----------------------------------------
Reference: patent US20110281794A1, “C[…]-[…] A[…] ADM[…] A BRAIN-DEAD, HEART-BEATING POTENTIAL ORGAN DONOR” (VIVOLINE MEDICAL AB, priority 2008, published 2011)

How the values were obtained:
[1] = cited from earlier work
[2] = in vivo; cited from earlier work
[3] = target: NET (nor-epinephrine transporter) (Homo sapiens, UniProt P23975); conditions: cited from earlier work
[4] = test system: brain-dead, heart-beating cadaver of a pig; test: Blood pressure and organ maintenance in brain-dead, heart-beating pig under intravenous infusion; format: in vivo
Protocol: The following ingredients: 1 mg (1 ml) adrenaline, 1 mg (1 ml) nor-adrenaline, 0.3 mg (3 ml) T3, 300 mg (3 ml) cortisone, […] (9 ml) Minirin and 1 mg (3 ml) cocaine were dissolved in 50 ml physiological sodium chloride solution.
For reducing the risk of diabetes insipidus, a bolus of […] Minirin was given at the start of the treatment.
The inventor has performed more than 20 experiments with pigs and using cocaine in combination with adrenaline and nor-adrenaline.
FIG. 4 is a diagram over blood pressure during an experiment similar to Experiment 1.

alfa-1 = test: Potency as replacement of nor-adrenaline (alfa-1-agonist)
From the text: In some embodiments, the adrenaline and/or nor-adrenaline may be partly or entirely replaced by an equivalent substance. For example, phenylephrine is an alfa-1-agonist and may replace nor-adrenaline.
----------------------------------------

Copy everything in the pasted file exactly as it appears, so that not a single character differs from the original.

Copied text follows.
Reference: patent US20110281794A1, “C[…]-[…] A[…] ADM[…] A BRAIN-DEAD, HEART-BEATING POTENTIAL ORGAN DONOR” (VIVOLINE MEDICAL AB, priority 2008, published 2011)

How the values were obtained:
[1] = cited from earlier work
[2] = in vivo; cited from earlier work
[3] = target: NET (nor-epinephrine transporter) (Homo sapiens, UniProt P23975); conditions: cited from earlier work
[4] = test system: brain-dead, heart-beating cadaver of a pig; test: Blood pressure and organ maintenance in brain-dead, heart-beating pig under intravenous infusion; format: in vivo
Protocol: The following ingredients: 1 mg (1 ml) adrenaline, 1 mg (1 ml) nor-adrenaline, 0.3 mg (3 ml) T3, 300 mg (3 ml) cortisone, […] (9 ml) Minirin and 1 mg (3 ml) cocaine were dissolved in 50 ml physiological sodium chloride solution.
For reducing the risk of diabetes insipidus, a bolus of […] Minirin was given at the start of the treatment.
The inventor has performed more than 20 experiments with pigs and using cocaine in combination with adrenaline and nor-adrenaline.
FIG. 4 is a diagram over blood pressure during an experiment similar to Experiment 1.

alfa-1 = test: Potency as replacement of nor-adrenaline (alfa-1-agonist)
From the text: In some embodiments, the adrenaline and/or nor-adrenaline may be partly or entirely replaced by an equivalent substance. For example, phenylephrine is an alfa-1-agonist and may replace nor-adrenaline.